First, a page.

For many of the computers on the market today, sleep mode is automatically pre-set to begin after an extended time of inactivity. For Windows computers, if devices are able to idle into sleep mode and inactivity continues from there, the computer will automatically be put into hibernation mode. Users can adjust the time it takes for sleep mode to activate going by into the computer’s Control Panel -> Hardware and Sound -> Power Options.
In the same manner as Windows computers, Apple computers will also automatically go into sleep mode when left alone after an extended period of time. This mode can be activated automatically by selecting the Apple menu -> sleep. The settings of sleep mode can be further adjusted by going into the Apple Menu -> System Preferences -> Energy saver. For both Macbooks and Windows laptops, sleep mode can typically be activated by closing the lid on the device. Users can also activate both sleep and hibernation modes by clicking into the menu button on both Windows and Apple computers.
The Truth about Today’s Laptops and Sleep Mode
Back when sleep mode was first introduced more than a decade ago, energy savings were minimal at best, but still occurred. Given the energy efficiency of computers today, sleep mode is able to save a significant amount of energy. The typical laptop uses 15-60 watts of energy when in use – and just 2 in sleep mode. The typical desktop and monitor uses 80-320 watts when in use, but just 5-10 watts in sleep mode. As a result, shutting down your computer at the end of each day is not required because sleep mode can be just as effective without using a significant amount of energy. It’s just important to make sure you’ve automatically set your computer to go to sleep after a certain period of inactivity.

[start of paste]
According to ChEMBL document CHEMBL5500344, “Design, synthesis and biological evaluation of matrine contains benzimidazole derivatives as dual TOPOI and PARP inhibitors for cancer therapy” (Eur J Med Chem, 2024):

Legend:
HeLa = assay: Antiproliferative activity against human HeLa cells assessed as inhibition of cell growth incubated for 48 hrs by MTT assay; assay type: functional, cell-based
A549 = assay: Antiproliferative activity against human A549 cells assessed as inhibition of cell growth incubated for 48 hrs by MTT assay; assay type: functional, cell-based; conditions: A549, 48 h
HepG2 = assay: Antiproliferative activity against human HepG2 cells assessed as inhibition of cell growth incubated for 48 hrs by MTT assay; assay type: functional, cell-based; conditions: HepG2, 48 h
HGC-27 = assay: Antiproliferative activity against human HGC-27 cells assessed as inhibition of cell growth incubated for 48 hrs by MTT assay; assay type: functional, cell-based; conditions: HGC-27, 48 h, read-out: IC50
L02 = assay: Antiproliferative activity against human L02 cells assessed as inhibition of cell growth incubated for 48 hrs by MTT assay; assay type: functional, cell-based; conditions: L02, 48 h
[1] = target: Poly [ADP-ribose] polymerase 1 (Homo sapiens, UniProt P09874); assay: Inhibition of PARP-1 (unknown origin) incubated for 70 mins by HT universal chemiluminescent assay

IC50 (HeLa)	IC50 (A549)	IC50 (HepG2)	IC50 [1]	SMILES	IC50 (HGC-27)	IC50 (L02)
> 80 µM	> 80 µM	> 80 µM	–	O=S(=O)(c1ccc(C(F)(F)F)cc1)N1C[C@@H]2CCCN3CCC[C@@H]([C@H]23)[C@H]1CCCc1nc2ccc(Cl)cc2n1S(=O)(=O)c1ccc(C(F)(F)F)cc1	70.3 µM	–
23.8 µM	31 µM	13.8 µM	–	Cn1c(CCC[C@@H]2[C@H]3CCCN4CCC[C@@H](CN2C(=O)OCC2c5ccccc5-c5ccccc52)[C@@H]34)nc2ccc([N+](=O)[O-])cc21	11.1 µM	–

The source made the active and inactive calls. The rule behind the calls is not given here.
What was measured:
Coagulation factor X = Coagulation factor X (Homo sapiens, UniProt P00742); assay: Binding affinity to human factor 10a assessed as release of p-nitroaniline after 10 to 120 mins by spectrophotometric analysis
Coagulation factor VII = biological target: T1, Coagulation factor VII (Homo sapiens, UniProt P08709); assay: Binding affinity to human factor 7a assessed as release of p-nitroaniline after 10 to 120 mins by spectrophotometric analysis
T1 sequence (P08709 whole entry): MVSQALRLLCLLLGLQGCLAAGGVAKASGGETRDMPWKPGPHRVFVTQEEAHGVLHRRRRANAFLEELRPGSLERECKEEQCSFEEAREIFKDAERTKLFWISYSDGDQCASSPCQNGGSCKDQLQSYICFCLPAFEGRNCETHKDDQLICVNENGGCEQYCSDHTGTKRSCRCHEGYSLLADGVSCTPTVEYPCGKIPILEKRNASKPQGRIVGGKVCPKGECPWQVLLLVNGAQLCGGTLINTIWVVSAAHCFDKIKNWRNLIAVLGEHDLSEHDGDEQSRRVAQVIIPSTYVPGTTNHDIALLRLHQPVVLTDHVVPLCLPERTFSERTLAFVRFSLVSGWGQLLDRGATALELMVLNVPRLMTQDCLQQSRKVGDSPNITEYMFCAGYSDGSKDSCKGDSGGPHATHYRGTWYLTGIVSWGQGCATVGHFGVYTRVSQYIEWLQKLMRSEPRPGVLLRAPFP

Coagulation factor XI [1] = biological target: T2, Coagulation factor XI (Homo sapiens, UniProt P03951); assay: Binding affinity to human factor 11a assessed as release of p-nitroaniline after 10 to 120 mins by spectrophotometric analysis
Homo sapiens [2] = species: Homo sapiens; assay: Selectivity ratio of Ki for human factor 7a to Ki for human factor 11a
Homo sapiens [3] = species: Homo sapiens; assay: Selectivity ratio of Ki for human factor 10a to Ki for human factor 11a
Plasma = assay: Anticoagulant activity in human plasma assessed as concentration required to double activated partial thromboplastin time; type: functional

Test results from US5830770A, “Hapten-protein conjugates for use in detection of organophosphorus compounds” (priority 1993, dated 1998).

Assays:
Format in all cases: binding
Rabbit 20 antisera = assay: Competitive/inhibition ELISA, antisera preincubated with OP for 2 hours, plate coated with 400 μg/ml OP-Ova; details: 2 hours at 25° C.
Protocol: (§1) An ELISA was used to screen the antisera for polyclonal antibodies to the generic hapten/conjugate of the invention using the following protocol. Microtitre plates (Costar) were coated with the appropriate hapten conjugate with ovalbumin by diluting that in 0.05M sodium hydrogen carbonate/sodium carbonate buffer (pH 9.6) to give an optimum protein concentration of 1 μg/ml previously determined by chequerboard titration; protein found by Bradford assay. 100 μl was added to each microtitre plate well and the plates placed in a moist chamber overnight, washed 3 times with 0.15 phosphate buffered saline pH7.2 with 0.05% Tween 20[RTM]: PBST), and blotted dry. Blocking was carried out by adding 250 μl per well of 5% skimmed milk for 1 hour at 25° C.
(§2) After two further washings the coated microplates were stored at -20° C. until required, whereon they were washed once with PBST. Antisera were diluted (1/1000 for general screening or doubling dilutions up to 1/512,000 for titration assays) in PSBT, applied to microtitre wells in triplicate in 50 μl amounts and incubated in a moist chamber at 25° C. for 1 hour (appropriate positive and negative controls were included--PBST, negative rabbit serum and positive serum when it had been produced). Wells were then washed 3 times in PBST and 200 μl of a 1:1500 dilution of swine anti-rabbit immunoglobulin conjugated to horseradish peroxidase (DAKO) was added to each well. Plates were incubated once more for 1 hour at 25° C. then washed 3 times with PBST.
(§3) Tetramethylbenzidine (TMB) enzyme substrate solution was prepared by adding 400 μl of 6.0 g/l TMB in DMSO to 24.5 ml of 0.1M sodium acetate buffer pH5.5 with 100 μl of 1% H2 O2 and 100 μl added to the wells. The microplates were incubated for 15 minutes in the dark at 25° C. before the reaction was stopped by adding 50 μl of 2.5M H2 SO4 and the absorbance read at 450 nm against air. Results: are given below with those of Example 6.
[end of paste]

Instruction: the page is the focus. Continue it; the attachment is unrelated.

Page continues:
Do Screensaver Save Energy?
When it comes to saving energy with computers, screensavers no longer have to be utilized. When they initially came out, they had the benefit of prolonging the life of monitors but today, newer screens are built with so much durability and energy efficiency that screensavers make absolutely no sense to use anymore. They actually cause computers to use more energy when they are turned on. The best course to take when you are not using your computer is to activate sleep mode or simply turn your computer off. If you have several family members, especially for those with children, make sure all devices are set to their energy-saving modes. Costs can add up with a number of devices. To further increase efficiency and to save on energy, consider unplugging laptops once they are fully charged.
If You Remember to Unplug at Night
For those who do manage to remember to unplug their computers each night, you are not using more energy than you would have by putting your computer to sleep. Instead, the act is a matter of going “above and beyond” the call of duty when it comes to conserving energy. At the same time, individuals should not feel obligated to shut down their computers at night. Because of the energy-efficiency of computers today, shutting down these devices instead of putting them into sleep mode is just not as significant a source of energy savings as it once was.
Do you keep your computer in sleep mode or hibernation?